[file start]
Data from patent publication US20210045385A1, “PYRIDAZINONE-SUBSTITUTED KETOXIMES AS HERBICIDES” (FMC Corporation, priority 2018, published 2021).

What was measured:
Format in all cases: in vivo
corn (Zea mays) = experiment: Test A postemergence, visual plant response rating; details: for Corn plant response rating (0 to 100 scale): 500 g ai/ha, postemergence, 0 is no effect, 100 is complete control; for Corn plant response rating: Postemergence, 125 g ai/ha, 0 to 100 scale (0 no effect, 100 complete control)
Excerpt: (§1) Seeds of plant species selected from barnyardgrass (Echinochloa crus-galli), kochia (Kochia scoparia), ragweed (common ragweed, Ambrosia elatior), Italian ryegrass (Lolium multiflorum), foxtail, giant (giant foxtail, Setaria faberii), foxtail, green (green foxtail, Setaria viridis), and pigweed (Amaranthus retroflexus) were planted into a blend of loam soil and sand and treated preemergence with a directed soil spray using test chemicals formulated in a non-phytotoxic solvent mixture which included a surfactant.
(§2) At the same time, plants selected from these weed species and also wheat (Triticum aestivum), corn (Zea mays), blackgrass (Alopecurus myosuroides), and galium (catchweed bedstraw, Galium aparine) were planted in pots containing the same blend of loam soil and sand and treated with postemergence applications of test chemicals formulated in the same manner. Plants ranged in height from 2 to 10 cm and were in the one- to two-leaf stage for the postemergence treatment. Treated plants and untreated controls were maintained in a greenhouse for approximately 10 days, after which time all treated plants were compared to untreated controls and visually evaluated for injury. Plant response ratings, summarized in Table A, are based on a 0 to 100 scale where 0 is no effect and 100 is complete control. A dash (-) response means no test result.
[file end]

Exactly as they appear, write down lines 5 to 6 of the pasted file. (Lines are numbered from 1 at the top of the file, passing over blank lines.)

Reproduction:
Excerpt: (§1) Seeds of plant species selected from barnyardgrass (Echinochloa crus-galli), kochia (Kochia scoparia), ragweed (common ragweed, Ambrosia elatior), Italian ryegrass (Lolium multiflorum), foxtail, giant (giant foxtail, Setaria faberii), foxtail, green (green foxtail, Setaria viridis), and pigweed (Amaranthus retroflexus) were planted into a blend of loam soil and sand and treated preemergence with a directed soil spray using test chemicals formulated in a non-phytotoxic solvent mixture which included a surfactant.
(§2) At the same time, plants selected from these weed species and also wheat (Triticum aestivum), corn (Zea mays), blackgrass (Alopecurus myosuroides), and galium (catchweed bedstraw, Galium aparine) were planted in pots containing the same blend of loam soil and sand and treated with postemergence applications of test chemicals formulated in the same manner. Plants ranged in height from 2 to 10 cm and were in the one- to two-leaf stage for the postemergence treatment. Treated plants and untreated controls were maintained in a greenhouse for approximately 10 days, after which time all treated plants were compared to untreated controls and visually evaluated for injury. Plant response ratings, summarized in Table A, are based on a 0 to 100 scale where 0 is no effect and 100 is complete control. A dash (-) response means no test result.